About 60,000 women in the United States are diagnosed each year with ductal carcinoma in situ (DCIS). In the case of DCIS, cancer cells are confined to the milk ducts of the breast and do not spread or cause illness unless they progress to invasive cancer
DCIS is not a life-threatening condition, and no urgent decision about treatment is necessary. It does have the possibility of turning into an invasive cancer, so a person diagnosed with DCIS needs to have a conversation with their physician about what next steps to take.
How is DCIS detected?
Most DCIS is detected in mammograms in women who have no breast lumps or other symptoms. Most calcifications — which appear as white specks on a mammogram — are not a sign of DCIS. In some cases, however, the appearance of certain calcifications on a mammogram increases the likelihood that DCIS is present.
Regardless of how it is detected, “the majority of women diagnosed with DCIS will not develop invasive cancer,” says Ann Partridge, MD, MPH, a senior physician in the Susan F. Smith Center for Women’s Cancers at Dana-Farber.
Nevertheless, DCIS left untreated has the potential to become invasive cancer; thus, a person diagnosed with DCIS needs to have a conversation with their physician about what next steps to take.
How is DCIS treated?
Generally, DCIS is treated as if it were invasive cancer — that is, with surgery to remove the lesion, sometimes followed by radiation and/or hormonal therapy. Surgery is usually a lumpectomy, removing just the abnormal area and a layer of surrounding normal tissue. If the DCIS is very extensive or is present in several places, the surgeon may perform a mastectomy.
There has been increasing concern that immediate surgery in all women with DCIS represents overtreatment – particularly when their lesions are considered to have a low or medium risk of aggressive growth as judged by a pathologist’s examination of their cancer cells. It’s estimated that 70 to 80% of women with DCIS are in the low-risk category, meaning their DCIS likely grows so slowly that may never cause any health problems in the woman’s lifetime. Treatment in such cases may have no benefit.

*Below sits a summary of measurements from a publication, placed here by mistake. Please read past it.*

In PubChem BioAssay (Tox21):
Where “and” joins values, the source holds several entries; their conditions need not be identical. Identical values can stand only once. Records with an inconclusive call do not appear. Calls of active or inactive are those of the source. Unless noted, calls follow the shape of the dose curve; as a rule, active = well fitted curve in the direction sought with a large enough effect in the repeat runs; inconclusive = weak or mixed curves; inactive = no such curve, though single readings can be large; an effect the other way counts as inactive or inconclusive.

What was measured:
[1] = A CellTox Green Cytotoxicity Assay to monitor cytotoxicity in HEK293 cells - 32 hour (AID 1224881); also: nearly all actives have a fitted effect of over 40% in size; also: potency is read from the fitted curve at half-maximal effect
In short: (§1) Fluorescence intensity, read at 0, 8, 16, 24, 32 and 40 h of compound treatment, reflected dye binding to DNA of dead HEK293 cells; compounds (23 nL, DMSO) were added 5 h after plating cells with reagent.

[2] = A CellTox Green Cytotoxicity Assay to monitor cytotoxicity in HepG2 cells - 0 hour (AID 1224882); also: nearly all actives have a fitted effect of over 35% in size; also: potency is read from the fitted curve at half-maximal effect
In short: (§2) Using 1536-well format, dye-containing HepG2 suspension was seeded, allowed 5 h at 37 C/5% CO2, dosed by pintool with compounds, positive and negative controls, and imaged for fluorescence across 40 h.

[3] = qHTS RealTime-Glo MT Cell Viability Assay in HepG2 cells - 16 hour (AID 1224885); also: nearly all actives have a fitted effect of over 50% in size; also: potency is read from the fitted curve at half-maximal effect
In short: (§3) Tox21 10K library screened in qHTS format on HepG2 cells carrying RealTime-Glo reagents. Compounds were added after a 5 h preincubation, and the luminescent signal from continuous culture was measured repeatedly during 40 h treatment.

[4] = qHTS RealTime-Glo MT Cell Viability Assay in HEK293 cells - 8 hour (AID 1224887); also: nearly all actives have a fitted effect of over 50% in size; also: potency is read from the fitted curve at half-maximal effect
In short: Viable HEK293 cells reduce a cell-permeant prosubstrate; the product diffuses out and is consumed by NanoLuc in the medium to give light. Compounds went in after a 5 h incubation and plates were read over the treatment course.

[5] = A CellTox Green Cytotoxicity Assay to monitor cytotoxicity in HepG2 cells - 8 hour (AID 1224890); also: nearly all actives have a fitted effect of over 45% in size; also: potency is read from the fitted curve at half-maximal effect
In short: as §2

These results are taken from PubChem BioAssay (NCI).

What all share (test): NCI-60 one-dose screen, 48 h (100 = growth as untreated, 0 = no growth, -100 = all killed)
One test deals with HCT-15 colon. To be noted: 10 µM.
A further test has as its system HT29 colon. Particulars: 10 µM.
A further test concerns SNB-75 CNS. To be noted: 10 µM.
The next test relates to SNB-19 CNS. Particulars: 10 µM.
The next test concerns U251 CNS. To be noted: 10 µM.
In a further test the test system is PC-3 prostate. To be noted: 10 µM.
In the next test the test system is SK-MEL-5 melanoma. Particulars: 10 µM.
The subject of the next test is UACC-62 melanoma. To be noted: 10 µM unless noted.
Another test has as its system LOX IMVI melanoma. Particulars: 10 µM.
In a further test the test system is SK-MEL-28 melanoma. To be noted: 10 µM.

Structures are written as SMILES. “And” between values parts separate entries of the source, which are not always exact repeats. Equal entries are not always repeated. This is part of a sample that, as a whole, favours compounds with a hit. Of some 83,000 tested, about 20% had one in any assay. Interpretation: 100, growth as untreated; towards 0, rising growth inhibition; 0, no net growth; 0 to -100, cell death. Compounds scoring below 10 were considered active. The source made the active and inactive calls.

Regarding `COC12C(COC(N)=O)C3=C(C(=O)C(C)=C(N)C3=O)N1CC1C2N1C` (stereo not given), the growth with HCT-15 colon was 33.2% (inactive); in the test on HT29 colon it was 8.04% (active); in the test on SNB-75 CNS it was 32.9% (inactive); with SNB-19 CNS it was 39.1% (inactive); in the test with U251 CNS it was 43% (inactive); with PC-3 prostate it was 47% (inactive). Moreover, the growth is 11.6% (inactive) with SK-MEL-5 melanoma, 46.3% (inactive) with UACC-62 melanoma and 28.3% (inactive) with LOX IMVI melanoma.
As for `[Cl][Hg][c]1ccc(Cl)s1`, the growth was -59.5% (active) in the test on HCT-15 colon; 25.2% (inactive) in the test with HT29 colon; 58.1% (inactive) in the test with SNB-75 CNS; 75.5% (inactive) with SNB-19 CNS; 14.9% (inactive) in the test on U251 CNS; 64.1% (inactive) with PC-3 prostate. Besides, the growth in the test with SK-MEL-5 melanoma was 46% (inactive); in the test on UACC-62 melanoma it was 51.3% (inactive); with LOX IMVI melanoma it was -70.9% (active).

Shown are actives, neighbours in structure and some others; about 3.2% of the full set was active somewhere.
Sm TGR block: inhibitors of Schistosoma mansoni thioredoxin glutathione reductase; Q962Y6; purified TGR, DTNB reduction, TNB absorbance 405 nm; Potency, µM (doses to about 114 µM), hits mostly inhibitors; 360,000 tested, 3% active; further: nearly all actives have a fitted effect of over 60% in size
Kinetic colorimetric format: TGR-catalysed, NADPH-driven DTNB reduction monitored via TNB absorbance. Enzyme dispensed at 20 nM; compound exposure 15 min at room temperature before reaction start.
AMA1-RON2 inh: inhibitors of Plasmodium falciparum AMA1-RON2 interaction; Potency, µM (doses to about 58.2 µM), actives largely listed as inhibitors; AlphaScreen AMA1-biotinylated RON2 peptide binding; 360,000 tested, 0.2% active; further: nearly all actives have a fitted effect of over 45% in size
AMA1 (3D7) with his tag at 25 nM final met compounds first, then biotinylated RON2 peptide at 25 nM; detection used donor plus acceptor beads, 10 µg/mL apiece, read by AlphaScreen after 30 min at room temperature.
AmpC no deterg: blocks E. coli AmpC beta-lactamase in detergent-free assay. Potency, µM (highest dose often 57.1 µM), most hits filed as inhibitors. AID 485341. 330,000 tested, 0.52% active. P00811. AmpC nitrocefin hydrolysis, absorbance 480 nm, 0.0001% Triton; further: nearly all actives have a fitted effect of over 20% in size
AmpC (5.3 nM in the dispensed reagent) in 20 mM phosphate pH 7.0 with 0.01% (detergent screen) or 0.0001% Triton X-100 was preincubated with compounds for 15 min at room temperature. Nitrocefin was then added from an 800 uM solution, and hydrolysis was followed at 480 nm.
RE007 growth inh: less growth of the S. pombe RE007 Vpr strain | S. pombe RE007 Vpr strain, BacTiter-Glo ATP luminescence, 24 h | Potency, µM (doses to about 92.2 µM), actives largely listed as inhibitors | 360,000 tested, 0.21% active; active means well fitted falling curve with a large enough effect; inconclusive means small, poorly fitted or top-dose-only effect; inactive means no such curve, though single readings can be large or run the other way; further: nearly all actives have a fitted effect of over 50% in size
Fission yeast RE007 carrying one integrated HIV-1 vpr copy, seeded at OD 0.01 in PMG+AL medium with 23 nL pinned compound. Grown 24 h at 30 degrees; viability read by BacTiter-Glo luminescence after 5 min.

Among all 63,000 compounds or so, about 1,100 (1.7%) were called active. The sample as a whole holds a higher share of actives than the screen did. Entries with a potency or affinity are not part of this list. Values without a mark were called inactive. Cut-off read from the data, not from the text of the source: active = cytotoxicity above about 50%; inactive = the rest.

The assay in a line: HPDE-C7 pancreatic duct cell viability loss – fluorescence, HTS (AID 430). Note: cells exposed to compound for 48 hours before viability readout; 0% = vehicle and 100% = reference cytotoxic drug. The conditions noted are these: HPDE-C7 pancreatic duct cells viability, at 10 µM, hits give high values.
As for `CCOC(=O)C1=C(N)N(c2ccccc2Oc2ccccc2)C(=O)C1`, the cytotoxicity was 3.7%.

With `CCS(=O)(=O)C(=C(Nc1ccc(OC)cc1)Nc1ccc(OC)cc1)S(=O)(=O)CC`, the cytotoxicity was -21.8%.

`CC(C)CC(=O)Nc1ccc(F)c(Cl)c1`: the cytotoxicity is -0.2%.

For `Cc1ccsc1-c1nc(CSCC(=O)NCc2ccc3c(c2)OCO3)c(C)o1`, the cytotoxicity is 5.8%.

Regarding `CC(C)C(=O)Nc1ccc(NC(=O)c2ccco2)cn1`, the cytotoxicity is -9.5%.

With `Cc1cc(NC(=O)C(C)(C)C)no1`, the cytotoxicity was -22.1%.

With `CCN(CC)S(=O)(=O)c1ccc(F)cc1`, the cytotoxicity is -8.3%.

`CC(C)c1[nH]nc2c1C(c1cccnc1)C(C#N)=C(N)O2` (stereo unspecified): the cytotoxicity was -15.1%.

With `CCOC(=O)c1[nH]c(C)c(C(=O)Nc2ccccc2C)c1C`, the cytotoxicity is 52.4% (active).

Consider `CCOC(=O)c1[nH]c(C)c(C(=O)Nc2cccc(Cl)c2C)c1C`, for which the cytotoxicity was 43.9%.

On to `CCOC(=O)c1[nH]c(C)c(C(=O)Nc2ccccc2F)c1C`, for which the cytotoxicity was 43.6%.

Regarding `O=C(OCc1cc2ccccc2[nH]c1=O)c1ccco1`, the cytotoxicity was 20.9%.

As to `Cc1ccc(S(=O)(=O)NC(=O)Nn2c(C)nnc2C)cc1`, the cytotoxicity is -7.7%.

An alternative for these women is active monitoring, meaning they can be closely followed with exams and mammograms, as well as take endocrine therapy if they chose, and, if tests show changes that require further evaluation, biopsies or surgery can be performed. Ongoing research is aimed at determining the best way to manage low-risk DCIS.
The first large study in the United States comparing immediate surgery with active monitoring has been under way for several years. Partridge is the co-principal investigator of the study, called COMET (Comparison of Operative to Monitoring and Endocrine Therapy), that aims to “evaluate disease and quality of life outcomes among women with newly diagnosed, low-risk DCIS who undergo active monitoring compared to women who undergo standard treatment.”
The outcomes of the study will help determine if more women can avoid aggressive treatments, with their potential side effects, and will help to personalize treatment choices.
COMET, funded by the Patient-Centered Outcomes Research Institute (PCORI), is enrolling 1,200 women at 100 cancer centers across the United States.
About the Medical Reviewer
Dr. Partridge received her MD from Cornell University Medical College in 1995. She completed her residency in internal medicine at the Hospital of the University of Pennsylvania and went on to complete fellowships in medical oncology and hematology at DFCI. Later she received an MPH from Harvard School of Public Health. She is a medical oncologist focusing on the care of women with breast cancer, and she has a particular interest in the psychosocial, behavioral, and communication issues in breast cancer care and treatment.